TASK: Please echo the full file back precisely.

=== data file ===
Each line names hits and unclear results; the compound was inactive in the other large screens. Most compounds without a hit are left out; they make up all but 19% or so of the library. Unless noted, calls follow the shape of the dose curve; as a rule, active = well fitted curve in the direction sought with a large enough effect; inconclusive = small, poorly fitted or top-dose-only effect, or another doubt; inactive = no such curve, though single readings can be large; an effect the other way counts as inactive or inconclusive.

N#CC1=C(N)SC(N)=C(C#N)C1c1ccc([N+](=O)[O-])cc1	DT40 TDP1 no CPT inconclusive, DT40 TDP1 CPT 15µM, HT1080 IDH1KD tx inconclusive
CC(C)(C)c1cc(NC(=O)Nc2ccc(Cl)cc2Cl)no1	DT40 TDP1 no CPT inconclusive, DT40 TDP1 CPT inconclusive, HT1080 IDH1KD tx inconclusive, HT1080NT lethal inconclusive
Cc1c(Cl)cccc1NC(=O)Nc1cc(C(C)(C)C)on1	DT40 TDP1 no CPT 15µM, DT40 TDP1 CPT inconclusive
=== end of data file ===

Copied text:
Each line names hits and unclear results; the compound was inactive in the other large screens. Most compounds without a hit are left out; they make up all but 19% or so of the library. Unless noted, calls follow the shape of the dose curve; as a rule, active = well fitted curve in the direction sought with a large enough effect; inconclusive = small, poorly fitted or top-dose-only effect, or another doubt; inactive = no such curve, though single readings can be large; an effect the other way counts as inactive or inconclusive.

N#CC1=C(N)SC(N)=C(C#N)C1c1ccc([N+](=O)[O-])cc1	DT40 TDP1 no CPT inconclusive, DT40 TDP1 CPT 15µM, HT1080 IDH1KD tx inconclusive
CC(C)(C)c1cc(NC(=O)Nc2ccc(Cl)cc2Cl)no1	DT40 TDP1 no CPT inconclusive, DT40 TDP1 CPT inconclusive, HT1080 IDH1KD tx inconclusive, HT1080NT lethal inconclusive
Cc1c(Cl)cccc1NC(=O)Nc1cc(C(C)(C)C)on1	DT40 TDP1 no CPT 15µM, DT40 TDP1 CPT inconclusive